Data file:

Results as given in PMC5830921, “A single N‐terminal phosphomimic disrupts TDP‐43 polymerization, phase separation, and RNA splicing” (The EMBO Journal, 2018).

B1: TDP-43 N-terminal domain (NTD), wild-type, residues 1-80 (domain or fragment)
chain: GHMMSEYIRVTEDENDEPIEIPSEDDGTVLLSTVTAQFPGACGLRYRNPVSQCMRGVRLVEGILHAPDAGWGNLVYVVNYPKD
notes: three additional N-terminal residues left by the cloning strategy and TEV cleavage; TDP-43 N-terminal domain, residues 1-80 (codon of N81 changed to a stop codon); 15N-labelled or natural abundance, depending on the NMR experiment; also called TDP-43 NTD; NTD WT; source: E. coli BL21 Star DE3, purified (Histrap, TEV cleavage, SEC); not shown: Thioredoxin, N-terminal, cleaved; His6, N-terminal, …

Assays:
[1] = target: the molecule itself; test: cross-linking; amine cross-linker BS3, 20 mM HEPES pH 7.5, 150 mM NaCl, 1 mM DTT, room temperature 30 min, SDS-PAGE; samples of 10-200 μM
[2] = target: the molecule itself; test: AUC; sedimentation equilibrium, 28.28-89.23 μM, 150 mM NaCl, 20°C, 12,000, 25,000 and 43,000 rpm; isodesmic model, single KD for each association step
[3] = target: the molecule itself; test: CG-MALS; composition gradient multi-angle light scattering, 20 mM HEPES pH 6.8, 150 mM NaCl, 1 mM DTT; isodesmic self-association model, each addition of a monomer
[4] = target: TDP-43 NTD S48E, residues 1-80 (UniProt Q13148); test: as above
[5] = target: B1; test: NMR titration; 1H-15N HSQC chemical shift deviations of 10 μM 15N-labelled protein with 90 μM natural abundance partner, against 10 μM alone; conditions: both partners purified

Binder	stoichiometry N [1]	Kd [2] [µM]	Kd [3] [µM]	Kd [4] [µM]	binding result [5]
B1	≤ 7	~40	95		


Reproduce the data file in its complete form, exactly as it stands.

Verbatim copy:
Results as given in PMC5830921, “A single N‐terminal phosphomimic disrupts TDP‐43 polymerization, phase separation, and RNA splicing” (The EMBO Journal, 2018).

B1: TDP-43 N-terminal domain (NTD), wild-type, residues 1-80 (domain or fragment)
chain: GHMMSEYIRVTEDENDEPIEIPSEDDGTVLLSTVTAQFPGACGLRYRNPVSQCMRGVRLVEGILHAPDAGWGNLVYVVNYPKD
notes: three additional N-terminal residues left by the cloning strategy and TEV cleavage; TDP-43 N-terminal domain, residues 1-80 (codon of N81 changed to a stop codon); 15N-labelled or natural abundance, depending on the NMR experiment; also called TDP-43 NTD; NTD WT; source: E. coli BL21 Star DE3, purified (Histrap, TEV cleavage, SEC); not shown: Thioredoxin, N-terminal, cleaved; His6, N-terminal, …

Assays:
[1] = target: the molecule itself; test: cross-linking; amine cross-linker BS3, 20 mM HEPES pH 7.5, 150 mM NaCl, 1 mM DTT, room temperature 30 min, SDS-PAGE; samples of 10-200 μM
[2] = target: the molecule itself; test: AUC; sedimentation equilibrium, 28.28-89.23 μM, 150 mM NaCl, 20°C, 12,000, 25,000 and 43,000 rpm; isodesmic model, single KD for each association step
[3] = target: the molecule itself; test: CG-MALS; composition gradient multi-angle light scattering, 20 mM HEPES pH 6.8, 150 mM NaCl, 1 mM DTT; isodesmic self-association model, each addition of a monomer
[4] = target: TDP-43 NTD S48E, residues 1-80 (UniProt Q13148); test: as above
[5] = target: B1; test: NMR titration; 1H-15N HSQC chemical shift deviations of 10 μM 15N-labelled protein with 90 μM natural abundance partner, against 10 μM alone; conditions: both partners purified

Binder	stoichiometry N [1]	Kd [2] [µM]	Kd [3] [µM]	Kd [4] [µM]	binding result [5]
B1	≤ 7	~40	95		